So begins the remaking of Phil Connors. He learns the town. Learns its people, learns its routines, learns when bank trucks are backed up full of cash, learn when young boys are due to be falling out of trees and old men are going to be choking on steaks, and learns when an old hobo is due to die, unloved and unwarmed by human kindness on the cold, cold streets of Punxsutawney. In a beautiful inversion of It’s A Wonderful Life, Phil begins to use his endless day as a way to become the Guardian Angel to the whole town, always there with a Heimlich Manoeuvre or a jack when people need it, and learning to love the town and its people on their own terms. Whether he knows it or not, he’s living a more Rita life – he himself says of her she’s ‘kinder to strangers than anyone else I know’ – and by becoming more like her, he’s drawn more and more into a real appreciation both of her, and of life itself in all its shades. Even though he continually fails to save the hobo, he never stops trying, he never gives up on him, taking responsibility for even the strangers no-one else wants to know. When told that it was ‘just his time’ to die, his response is telling. ‘Not today,’ he says, as though today is his own personal bailiwick. The message, essentially is clear – today IS our bailiwick, to determine how we live, what we care about, whose lives we touch and how – with brusqueness and discourtesy, or by going out of our way to smooth their path.

Finally, it’s this Phil Connors that Rita sees, and when she begins to flirt with him, Phil at first doesn’t notice, taking a raincheck because he has errands to run. It’s this Phil that Rita buys at the charity man auction, and it’s this Phil, the Phil who has learned to walk in other people’s shoes and feel the impact he can have in his world every day, this Phil who is able to tell Rita the truth about his endless daily life, with whom Rita chooses to stay. It’s this Phil who deserves Rita to stay, and this Phil who, as the movie ends, has given up his embittered careerism, and simply wants to move to Punxsutawney, with Rita, and live happily ever after.

It’s a modern fairy tale, but with plenty of gags along the way, be they sight gags, character gags, dark gags, philosophical gags (“Yeah, what if there is no tomorrow? There wasn’t one today.”), or rom-com gags about the lengths to which men will go to get women to fall for them. It’s the full package.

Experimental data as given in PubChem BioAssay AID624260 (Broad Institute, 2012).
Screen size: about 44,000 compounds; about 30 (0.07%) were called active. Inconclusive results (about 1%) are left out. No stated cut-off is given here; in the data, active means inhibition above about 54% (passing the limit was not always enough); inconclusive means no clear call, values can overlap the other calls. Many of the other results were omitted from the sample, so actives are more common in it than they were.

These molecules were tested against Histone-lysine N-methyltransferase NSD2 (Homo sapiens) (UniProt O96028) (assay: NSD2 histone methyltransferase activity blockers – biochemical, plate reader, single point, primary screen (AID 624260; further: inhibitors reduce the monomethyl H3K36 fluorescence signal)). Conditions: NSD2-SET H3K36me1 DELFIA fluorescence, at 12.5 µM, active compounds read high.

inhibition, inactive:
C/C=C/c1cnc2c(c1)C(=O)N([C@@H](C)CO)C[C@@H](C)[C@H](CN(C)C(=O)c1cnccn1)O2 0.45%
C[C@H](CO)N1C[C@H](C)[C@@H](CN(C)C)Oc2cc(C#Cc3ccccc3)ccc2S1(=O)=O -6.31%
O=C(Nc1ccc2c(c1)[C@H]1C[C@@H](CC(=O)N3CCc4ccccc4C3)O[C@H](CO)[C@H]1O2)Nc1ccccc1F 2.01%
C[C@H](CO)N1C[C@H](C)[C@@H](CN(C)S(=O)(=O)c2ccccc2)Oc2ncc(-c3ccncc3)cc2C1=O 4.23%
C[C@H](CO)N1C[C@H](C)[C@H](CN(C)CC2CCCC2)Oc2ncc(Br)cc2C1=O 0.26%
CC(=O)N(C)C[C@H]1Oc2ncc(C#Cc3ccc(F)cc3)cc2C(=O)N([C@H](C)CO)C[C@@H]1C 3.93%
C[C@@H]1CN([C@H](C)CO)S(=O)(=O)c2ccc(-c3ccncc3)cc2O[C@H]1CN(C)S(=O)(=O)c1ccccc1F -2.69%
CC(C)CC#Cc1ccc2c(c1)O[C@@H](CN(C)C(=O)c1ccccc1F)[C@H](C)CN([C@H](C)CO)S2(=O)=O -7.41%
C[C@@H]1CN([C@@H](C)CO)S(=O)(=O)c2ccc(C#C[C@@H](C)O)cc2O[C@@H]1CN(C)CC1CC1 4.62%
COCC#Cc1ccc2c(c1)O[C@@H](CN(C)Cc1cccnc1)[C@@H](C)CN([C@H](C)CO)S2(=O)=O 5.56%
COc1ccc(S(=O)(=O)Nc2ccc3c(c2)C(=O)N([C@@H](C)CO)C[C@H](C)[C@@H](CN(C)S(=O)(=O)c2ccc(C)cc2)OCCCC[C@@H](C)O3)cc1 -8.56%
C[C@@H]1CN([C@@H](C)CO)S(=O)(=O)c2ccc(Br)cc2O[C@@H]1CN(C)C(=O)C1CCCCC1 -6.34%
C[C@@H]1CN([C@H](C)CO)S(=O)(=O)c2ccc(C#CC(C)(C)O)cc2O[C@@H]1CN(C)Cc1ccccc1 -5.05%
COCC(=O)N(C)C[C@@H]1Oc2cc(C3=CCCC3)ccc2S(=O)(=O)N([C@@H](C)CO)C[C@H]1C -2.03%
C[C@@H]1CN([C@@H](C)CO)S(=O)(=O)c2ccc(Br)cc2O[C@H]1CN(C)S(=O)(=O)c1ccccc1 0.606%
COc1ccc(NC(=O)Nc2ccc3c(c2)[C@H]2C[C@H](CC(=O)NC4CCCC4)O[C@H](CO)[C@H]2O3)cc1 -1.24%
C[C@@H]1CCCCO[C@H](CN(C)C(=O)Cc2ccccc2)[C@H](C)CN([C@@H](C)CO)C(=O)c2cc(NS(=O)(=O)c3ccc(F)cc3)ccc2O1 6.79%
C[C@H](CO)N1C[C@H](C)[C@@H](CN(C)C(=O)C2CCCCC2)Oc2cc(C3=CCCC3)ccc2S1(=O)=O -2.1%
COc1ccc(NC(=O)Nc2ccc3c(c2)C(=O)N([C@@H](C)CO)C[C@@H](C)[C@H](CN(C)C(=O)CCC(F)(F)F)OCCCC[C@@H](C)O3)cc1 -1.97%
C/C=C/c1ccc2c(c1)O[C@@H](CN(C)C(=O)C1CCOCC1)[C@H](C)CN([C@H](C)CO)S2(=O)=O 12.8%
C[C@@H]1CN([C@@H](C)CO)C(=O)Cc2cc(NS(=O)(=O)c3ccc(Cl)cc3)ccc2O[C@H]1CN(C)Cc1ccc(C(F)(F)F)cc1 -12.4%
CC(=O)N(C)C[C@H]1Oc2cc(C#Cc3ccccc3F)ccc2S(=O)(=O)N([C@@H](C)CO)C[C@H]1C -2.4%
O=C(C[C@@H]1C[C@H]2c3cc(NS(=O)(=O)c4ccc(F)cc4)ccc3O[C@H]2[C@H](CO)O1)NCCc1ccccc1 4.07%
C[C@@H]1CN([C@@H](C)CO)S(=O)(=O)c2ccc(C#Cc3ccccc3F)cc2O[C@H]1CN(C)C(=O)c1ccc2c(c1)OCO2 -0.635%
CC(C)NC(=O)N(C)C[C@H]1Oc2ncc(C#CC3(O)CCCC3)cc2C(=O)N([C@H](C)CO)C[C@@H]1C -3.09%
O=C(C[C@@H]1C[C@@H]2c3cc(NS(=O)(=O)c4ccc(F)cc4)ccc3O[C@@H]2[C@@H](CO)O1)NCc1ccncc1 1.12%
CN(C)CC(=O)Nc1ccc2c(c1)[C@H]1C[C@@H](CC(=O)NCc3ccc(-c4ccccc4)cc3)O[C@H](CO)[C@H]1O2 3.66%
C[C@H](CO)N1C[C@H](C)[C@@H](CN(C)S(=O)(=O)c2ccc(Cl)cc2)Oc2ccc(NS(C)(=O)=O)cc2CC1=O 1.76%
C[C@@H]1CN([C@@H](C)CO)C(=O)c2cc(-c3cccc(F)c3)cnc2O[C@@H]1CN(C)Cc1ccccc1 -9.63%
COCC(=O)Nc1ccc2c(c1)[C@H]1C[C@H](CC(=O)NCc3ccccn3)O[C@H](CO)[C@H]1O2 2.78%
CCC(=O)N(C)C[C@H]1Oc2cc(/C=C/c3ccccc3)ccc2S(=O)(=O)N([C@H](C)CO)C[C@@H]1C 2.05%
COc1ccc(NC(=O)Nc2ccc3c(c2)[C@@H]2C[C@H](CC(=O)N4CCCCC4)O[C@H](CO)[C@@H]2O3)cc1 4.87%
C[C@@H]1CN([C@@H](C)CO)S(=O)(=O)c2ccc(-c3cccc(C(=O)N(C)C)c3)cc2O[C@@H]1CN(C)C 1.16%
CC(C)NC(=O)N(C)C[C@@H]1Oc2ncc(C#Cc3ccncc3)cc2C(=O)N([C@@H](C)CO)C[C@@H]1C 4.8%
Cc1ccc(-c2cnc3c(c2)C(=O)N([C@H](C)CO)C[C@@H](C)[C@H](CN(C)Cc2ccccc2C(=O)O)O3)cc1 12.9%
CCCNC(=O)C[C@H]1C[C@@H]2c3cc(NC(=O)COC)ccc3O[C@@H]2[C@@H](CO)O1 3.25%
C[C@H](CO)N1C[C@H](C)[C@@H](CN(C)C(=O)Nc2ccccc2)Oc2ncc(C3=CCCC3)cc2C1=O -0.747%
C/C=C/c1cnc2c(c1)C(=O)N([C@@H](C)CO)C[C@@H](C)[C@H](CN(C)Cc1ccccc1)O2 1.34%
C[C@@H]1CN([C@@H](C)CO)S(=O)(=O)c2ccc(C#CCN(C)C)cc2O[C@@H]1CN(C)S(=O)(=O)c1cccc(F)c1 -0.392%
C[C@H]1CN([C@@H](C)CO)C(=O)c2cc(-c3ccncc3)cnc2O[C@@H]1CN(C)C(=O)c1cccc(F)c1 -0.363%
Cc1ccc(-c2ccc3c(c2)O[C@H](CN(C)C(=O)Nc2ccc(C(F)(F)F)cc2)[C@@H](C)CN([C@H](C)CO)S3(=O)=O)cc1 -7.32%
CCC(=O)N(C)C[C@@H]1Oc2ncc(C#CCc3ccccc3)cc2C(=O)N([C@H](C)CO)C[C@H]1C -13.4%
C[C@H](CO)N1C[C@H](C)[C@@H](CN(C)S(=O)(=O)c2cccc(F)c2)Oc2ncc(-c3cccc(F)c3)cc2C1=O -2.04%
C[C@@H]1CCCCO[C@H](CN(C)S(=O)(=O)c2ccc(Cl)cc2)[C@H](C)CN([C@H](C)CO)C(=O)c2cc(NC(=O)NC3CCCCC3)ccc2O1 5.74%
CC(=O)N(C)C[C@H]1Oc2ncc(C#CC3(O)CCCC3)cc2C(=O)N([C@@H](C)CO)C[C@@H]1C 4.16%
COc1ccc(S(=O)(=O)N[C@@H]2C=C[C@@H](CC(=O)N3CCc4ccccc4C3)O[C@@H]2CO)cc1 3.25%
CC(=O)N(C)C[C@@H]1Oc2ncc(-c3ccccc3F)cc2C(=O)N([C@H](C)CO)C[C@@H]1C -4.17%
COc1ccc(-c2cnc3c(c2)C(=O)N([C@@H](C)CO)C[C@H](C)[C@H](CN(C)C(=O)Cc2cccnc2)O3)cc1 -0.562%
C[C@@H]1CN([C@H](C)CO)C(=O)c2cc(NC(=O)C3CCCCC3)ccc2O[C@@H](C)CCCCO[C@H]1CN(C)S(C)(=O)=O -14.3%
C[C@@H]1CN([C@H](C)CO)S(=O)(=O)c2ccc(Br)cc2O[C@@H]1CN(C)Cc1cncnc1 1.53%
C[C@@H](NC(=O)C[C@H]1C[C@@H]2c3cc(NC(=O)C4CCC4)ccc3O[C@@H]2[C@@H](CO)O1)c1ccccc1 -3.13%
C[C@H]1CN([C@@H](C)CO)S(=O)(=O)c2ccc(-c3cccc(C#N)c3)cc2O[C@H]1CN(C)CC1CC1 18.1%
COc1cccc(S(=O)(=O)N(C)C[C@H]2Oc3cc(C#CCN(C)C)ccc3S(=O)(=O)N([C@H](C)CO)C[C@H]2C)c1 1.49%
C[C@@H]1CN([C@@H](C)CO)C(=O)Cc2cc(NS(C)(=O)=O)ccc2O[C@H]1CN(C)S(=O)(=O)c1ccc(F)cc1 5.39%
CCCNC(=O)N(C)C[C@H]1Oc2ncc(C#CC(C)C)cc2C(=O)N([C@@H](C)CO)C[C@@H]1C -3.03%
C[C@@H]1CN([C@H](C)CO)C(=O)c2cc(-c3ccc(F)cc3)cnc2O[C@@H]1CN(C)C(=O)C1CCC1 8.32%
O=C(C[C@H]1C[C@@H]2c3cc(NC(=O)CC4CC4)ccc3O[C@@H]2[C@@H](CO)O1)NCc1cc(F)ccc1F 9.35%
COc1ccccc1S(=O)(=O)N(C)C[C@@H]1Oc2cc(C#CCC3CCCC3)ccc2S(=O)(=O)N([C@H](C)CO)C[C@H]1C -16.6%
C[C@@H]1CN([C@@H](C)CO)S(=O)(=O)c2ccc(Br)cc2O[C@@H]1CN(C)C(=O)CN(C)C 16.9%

Groundhog Day not only has all this in the writing, it has arguably the best directing of Harold Ramis’ career, keeping the storytelling tight and covering a lot of ground lightly and with an assured touch. It has Bill Murray in arguably his last stand-out funny lead role before meeting Wes Anderson and going in what might be called the more self-consciously artistic, realistic, downbeat direction in which he has also excelled.

The plethora of other character-roles are well filled and rounded, an absolute necessity to sell the idea of Phil falling in love with the town and its people, and the direction also allows many of them their moment in the spotlight, even if the moment is repeated day after day after day.

Granted, it does have Andi McDowall, at that point in her career when someone told her that romantic comedies were a thing she could do, and during which period she made a number of movies slightly less good than they could otherwise have been, but the fact remains that even with the McDowell effect, Groundhog Day shines brightly no matter which direction you approach it from – as a comedy, as a philosophical treatise on effective living, as an inversion of It’s A Wonderful Life, or a Christmas Carol-style story of mid-life direction change to deliver a better world. It’s simply as perfect as any McDowell movie of the period could be, and almost 30 years on, Groundhog Day stands as 101 minutes of soul-balming, life-enhancing joy. With the perversity of an excellent movie about repeated experience, it remains a film that rewards the viewer time and time and time again.

Tony Fyler lives in a cave of wall-to-wall DVDs and Blu-Rays somewhere fairly nondescript in Wales, and never goes out to meet the "Real People". Who, Torchwood, Sherlock, Blake, Treks, Star Wars, obscure stuff from the 70s and 80s and comedy from the dawn of time mean he never has to. By day, he runs an editing house, largely as an excuse not to have to work for a living. He's currently writing a Book. With Pages and everything. Follow his progress at FylerWrites.co.uk